Seems contradictory, right? We spend a lot of time preparing software development estimates. Yet, I claim that the end result has no value. None. I also claim that the effort required to prepare estimates is time well-spent. That doesn’t make any sense! Or does it?
Everyone wants to know how long the project will take — but that’s never enough. They want to know how long we’ll spend on analysis, design, development, test and deployment. So we give it our best shot and come up with a set of estimates.
The problem with software development estimates is simply that they are notoriously unreliable. The scheduled work usually takes more time — often a lot more time — than estimated. Even when estimates appear to be accurate, developers may knowingly take shortcuts (also known as taking on technical debt) to meet the estimated timeline. Does that seem like a reasonable approach?
If estimates are so unreliable, why bother?
We know estimating is a challenge. We know it’s difficult. We also know estimates are needed by the business stakeholders for planning purposes. We know management needs some idea of what a project will cost so funds can be allocated and budgets can be tracked. We know. So we have to try. An educated guess is better than nothing.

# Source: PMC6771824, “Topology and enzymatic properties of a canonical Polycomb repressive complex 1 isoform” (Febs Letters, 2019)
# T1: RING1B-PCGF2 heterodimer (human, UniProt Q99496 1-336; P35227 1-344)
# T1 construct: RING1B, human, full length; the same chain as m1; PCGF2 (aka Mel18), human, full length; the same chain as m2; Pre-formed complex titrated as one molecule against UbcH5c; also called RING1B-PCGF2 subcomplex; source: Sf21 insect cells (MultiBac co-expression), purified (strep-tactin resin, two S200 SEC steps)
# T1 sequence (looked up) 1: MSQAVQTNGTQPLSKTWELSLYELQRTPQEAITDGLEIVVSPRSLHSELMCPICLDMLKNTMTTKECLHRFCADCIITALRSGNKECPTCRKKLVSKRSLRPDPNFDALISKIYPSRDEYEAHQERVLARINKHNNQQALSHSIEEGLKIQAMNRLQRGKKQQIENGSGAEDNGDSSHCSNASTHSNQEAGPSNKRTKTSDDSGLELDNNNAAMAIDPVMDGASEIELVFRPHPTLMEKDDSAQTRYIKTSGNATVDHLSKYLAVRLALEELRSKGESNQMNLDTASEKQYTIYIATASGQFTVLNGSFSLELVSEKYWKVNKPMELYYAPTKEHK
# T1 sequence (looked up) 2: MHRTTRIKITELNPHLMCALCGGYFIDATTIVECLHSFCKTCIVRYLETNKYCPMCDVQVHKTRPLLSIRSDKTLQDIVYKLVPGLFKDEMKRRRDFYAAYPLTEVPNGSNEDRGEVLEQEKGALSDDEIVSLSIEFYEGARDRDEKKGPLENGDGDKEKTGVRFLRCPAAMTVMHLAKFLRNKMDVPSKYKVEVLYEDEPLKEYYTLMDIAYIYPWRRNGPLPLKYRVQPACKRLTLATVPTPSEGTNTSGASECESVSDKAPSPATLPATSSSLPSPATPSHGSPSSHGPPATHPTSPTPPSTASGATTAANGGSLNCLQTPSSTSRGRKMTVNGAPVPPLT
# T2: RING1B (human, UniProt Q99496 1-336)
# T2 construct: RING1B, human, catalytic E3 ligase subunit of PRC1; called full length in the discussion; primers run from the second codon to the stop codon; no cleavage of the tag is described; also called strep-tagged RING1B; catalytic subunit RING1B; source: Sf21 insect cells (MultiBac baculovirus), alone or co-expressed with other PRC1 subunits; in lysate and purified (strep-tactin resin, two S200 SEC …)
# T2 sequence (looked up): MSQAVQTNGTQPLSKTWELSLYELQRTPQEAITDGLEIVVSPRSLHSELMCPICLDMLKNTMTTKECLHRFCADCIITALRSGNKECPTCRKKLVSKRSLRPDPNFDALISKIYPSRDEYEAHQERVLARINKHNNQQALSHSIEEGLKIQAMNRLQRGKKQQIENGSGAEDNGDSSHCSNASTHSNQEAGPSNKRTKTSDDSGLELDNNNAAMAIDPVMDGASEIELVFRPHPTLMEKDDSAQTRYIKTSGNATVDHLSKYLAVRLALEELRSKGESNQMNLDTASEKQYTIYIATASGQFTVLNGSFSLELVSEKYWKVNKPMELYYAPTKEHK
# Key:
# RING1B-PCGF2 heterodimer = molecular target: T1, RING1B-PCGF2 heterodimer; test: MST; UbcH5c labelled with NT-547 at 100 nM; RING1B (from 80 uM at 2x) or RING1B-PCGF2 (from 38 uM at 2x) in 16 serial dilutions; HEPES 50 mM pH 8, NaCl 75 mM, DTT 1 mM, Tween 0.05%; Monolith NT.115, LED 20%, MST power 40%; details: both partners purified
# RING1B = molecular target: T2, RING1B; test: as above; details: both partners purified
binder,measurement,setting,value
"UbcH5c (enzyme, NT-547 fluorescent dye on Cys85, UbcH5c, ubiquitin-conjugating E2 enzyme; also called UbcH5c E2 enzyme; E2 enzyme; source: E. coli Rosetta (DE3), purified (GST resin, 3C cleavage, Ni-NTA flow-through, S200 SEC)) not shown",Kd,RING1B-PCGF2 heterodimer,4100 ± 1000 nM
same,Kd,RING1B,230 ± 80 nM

Despite these problems, the effort required to arrive at an estimate is well worth it. The most important reason to estimate is that the process of estimating forces us to think, brainstorm, explore and discuss. We develop a better understanding of the problem by estimating the effort required to solve it.
Without bothering to estimate, we’d be more inclined to dive right in and start working on the solution. I’ll bet all of us have jumped into implementing a solution only to stop part way through as we realized that our solution wasn’t a good fit. If we had taken the time to layout the solution steps and estimate them, we may have avoided the wasted time and effort.
Don’t be a perfectionist.
So the next time you’re asked to provide an estimate, view it as an opportunity to evaluate and explore. Don’t get overly bogged down in deriving an accurate estimate. There’s no such thing. (Unless, of course, you throw in so much padding that you can’t be wrong. I’ve seen that done many times over the years and I strongly believe that it’s unethical and deceptive.)
Offer discerning, honest estimates and stick to them. Vary the project scope to stay on track. It’s an approach that really works!